foundation of our attachment to property *." A phrenologist, on analyzing the combination, would infer, that Acquisitiveness desires to acquire wealth, and Self-Esteem to hold and apply it to selfish gratification.

This organ appears to be possessed by the lower animals. The turkey-cock, peacock, horse, &c. manifest feelings resembling pride or Self-Esteem.

Dr GALL, however, entertained views on this subject peculiar to himself. He mentions, that, after having studied the sentiment of pride as a primitive mental quality, and its organ in the human race, he wished to ascertain whether his observations would be confirmed by the lower animals. He, therefore, examined the heads of such of them as we are accustomed to call proud,-the race-horse, the cock and peacock. He did not find in any of these a remarkable development of the cerebral parts, corresponding to the organ of Self-Esteem in man; but he found a considerable development of these parts in animals in which he would never have thought of looking for it, that is to say, in those which voluntarily remain in the higher regions of the air, living on mountains, and other elevated situations; for example, in the roebuck, the chamois, the wild goat, and certain species of eagles and falcons; and what struck him most was, that the parts in question were the more developed, in proportion to the greater height of the dwellingplaces of the animals. Dr GALL himself was astonished at this observation. That a predilection for physical heights, should, in animals, depend on the same organ as that to which the sentiment of Self-Esteem is referrible in man, appeared to him, at first, altogether improbable and inadmissible; yet, says he, "I have laid down the rule to communicate the progress of my observations, as well as the manner in which they have given rise to my opinions. Opinions which have not facts for their basis, if not erroneous, are at least very likely to be so; and a natural historian ought to be less ashamed of committing an error in * Outlines, p. 92.

his interpretations of facts, than of founding his opinions on reasoning alone." He accordingly enters into some interesting observations on the various dwelling-places of animals; directing the attention of his readers both to those which inhabit elevated regions, and to others which prefer the lowest situations; and states, that, in all animals which have their abodes in high places, there is a lengthened eminence in the middle line of the head, immediately above the organ of Philoprogenitiveness, and which entirely resembles the organ of Self-Esteem in man *.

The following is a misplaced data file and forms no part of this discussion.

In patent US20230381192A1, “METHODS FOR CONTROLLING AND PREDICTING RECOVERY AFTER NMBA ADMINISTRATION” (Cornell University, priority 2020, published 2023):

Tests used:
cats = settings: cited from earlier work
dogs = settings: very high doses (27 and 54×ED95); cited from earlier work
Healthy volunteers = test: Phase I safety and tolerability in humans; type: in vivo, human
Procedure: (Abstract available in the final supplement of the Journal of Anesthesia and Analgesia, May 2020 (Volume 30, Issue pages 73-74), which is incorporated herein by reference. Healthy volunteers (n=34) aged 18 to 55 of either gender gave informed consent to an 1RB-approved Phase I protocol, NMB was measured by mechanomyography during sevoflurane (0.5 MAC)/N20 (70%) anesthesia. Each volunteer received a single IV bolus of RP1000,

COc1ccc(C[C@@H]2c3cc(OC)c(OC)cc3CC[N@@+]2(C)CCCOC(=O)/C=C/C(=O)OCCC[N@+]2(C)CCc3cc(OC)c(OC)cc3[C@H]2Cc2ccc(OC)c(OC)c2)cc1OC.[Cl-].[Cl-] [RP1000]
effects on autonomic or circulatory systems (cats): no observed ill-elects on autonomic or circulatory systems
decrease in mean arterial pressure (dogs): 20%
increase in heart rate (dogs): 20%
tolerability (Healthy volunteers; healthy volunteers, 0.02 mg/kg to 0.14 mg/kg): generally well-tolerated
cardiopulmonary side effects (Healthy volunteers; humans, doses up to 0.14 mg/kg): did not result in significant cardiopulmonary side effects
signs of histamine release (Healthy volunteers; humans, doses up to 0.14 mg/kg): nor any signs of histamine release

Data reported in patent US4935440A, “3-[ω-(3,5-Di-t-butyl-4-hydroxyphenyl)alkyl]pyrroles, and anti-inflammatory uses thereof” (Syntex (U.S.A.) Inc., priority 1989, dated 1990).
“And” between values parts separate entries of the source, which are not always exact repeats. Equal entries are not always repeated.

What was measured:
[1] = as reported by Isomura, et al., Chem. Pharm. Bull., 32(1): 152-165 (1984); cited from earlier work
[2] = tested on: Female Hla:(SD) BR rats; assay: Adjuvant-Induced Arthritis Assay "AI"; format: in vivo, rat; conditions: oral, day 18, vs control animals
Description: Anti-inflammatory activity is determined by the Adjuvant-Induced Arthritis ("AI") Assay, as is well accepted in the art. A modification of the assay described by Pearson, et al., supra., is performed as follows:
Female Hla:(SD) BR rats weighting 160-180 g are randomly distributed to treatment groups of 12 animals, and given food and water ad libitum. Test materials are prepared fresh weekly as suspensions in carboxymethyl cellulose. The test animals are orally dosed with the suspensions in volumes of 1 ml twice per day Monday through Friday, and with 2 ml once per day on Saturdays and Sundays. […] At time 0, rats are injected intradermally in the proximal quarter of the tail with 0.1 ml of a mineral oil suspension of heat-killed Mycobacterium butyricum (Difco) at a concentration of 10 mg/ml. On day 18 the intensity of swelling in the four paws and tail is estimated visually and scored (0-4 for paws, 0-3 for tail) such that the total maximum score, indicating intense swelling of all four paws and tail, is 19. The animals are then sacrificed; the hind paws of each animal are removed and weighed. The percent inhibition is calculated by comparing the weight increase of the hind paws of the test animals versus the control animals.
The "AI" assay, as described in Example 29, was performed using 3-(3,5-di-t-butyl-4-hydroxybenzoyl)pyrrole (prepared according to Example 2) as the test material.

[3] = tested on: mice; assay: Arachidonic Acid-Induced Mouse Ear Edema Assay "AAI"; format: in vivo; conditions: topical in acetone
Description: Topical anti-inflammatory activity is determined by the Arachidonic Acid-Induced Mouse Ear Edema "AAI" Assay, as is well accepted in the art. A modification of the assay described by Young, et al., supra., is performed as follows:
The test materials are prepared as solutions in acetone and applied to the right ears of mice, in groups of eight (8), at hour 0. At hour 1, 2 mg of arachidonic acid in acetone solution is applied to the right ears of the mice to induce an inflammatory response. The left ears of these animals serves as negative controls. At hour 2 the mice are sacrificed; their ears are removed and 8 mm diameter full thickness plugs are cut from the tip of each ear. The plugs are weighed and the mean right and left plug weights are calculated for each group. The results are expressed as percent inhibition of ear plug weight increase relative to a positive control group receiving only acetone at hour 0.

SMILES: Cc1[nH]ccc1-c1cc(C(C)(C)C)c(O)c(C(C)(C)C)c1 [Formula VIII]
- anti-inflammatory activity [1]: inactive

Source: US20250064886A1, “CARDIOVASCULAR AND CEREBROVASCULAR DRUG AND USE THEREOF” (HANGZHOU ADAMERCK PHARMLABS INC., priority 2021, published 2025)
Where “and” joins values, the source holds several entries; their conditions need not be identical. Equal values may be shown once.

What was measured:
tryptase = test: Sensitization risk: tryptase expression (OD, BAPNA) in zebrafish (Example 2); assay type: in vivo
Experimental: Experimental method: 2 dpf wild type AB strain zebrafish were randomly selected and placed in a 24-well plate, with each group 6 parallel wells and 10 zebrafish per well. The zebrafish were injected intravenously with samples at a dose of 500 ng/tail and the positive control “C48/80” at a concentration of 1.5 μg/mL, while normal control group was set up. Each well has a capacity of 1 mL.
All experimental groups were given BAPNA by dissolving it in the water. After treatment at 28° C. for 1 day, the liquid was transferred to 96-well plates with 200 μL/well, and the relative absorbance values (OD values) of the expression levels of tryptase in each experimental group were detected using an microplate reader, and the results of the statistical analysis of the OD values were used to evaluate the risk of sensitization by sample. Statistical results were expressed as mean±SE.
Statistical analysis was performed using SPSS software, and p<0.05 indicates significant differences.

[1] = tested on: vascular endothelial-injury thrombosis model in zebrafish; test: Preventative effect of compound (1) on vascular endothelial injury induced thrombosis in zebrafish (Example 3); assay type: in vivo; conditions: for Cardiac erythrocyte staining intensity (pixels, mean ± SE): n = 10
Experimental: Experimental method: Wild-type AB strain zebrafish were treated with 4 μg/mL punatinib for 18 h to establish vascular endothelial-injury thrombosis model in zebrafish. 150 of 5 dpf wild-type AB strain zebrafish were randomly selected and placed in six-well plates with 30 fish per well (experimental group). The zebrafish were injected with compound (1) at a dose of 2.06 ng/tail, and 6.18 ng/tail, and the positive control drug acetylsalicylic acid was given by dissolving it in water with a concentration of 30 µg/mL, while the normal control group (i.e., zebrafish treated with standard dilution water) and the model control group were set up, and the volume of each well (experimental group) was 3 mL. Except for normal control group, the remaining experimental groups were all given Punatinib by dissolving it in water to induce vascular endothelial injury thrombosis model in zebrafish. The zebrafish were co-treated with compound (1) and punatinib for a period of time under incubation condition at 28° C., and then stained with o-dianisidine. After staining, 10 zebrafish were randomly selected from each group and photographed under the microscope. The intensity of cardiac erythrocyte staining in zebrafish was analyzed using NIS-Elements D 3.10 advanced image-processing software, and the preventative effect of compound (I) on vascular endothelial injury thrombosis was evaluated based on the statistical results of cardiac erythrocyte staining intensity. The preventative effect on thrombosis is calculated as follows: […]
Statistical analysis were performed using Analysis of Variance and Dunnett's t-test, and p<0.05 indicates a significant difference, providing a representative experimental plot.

Dr SPURZHEIM holds, that this prominence in the brains of the lower animals corresponds to the organ No. III. in man, (named by him Inhabitiveness, and, in this work, Concentrativeness); and, while he admits the accuracy of the facts stated by Dr GALL, he differs from his conclusions, and says, that it is not the same organ which produces in man the sentiment of Self-Esteem, and, in the lower creatures, the love of physical heights; but that there are distinct organs both in man and the lower animals for these separate mental qualities. It appears to me, that Dr SPURZHEIM is correct in maintaining, that the organ No. III. is distinct from that of Self-Esteem, both in the lower animals and in man; and the real extent of the difference betwixt him and Dr GALL is this,-Dr SPURZHEIM admits two organs lying betwixt Firmness and Philoprogenitiveness, but Dr GALL only one: Dr GALL considers the whole of the intermediate cerebral parts as the organ in man of Self-Esteem, and, in animals, of the love. of physical height; while Dr SPURZHEIM regards the upper portion of these parts as the organ of Self-Esteem, and the lower portion as the organ of Inhabitiveness in both cases. I am satisfied that the organs are distinct in the human species, and that the upper serves to manifest Self-Esteem. Farther observations must determine the functions of the lower organ, or No. III.

Sur les Fonctions du Cerveau, tome iv. p. 279.

When the organ becomes excited by disease, the individual imagines himself to be a king, an emperor, a transcendent genius, or even the Supreme Being. Dr GALL mentions the case of a Monsieur B., in whom the organ was naturally very large, and who was accidentally wounded by a nail in this part of the brain. While labouring under the influence of the wound, he felt himself as it were elevated above the clouds, and carried through the air, retaining, at the same time, and also manifesting, during his convalescence, the same proud and haughty manners which had distinguished him during health.